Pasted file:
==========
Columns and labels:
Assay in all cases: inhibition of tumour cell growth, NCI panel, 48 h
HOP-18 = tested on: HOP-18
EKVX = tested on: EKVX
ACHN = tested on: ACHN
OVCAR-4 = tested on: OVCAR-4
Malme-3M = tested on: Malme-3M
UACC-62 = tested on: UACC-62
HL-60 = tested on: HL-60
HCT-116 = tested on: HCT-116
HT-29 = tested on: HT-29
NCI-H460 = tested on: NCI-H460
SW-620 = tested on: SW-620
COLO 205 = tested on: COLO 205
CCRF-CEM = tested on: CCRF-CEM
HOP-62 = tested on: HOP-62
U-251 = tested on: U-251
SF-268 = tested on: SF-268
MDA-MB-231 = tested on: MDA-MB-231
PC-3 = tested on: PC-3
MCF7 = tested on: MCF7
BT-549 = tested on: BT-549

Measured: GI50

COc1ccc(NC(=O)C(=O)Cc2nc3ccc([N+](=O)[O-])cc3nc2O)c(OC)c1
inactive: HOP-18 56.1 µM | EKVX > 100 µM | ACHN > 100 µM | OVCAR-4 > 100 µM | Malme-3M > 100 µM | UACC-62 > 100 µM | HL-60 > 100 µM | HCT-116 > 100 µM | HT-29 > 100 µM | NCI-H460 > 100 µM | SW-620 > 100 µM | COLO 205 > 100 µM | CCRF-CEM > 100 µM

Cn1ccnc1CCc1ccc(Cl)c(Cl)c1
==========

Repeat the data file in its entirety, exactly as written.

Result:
Columns and labels:
Assay in all cases: inhibition of tumour cell growth, NCI panel, 48 h
HOP-18 = tested on: HOP-18
EKVX = tested on: EKVX
ACHN = tested on: ACHN
OVCAR-4 = tested on: OVCAR-4
Malme-3M = tested on: Malme-3M
UACC-62 = tested on: UACC-62
HL-60 = tested on: HL-60
HCT-116 = tested on: HCT-116
HT-29 = tested on: HT-29
NCI-H460 = tested on: NCI-H460
SW-620 = tested on: SW-620
COLO 205 = tested on: COLO 205
CCRF-CEM = tested on: CCRF-CEM
HOP-62 = tested on: HOP-62
U-251 = tested on: U-251
SF-268 = tested on: SF-268
MDA-MB-231 = tested on: MDA-MB-231
PC-3 = tested on: PC-3
MCF7 = tested on: MCF7
BT-549 = tested on: BT-549

Measured: GI50

COc1ccc(NC(=O)C(=O)Cc2nc3ccc([N+](=O)[O-])cc3nc2O)c(OC)c1
inactive: HOP-18 56.1 µM | EKVX > 100 µM | ACHN > 100 µM | OVCAR-4 > 100 µM | Malme-3M > 100 µM | UACC-62 > 100 µM | HL-60 > 100 µM | HCT-116 > 100 µM | HT-29 > 100 µM | NCI-H460 > 100 µM | SW-620 > 100 µM | COLO 205 > 100 µM | CCRF-CEM > 100 µM

Cn1ccnc1CCc1ccc(Cl)c(Cl)c1